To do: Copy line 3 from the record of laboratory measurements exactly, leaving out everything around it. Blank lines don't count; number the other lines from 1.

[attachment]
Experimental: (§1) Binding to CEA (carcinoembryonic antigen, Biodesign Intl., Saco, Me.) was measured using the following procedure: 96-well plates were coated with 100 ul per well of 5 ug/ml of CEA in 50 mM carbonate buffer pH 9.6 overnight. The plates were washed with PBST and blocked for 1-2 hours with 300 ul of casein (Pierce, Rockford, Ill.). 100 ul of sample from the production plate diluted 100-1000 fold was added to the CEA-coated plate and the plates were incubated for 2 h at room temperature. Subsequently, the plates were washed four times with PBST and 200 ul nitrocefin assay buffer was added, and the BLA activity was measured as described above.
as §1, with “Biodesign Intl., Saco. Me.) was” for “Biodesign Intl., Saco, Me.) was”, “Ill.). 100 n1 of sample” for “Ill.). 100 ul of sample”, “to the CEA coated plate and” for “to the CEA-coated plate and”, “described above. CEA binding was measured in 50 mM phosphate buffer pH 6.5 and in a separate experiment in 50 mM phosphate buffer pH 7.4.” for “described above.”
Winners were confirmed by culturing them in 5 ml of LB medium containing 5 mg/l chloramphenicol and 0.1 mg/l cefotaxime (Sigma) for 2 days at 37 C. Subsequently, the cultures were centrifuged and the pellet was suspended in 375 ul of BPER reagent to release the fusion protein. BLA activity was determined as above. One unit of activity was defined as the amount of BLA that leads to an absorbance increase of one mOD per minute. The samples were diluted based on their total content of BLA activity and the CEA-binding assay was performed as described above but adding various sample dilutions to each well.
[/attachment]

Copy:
Winners were confirmed by culturing them in 5 ml of LB medium containing 5 mg/l chloramphenicol and 0.1 mg/l cefotaxime (Sigma) for 2 days at 37 C. Subsequently, the cultures were centrifuged and the pellet was suspended in 375 ul of BPER reagent to release the fusion protein. BLA activity was determined as above. One unit of activity was defined as the amount of BLA that leads to an absorbance increase of one mOD per minute. The samples were diluted based on their total content of BLA activity and the CEA-binding assay was performed as described above but adding various sample dilutions to each well.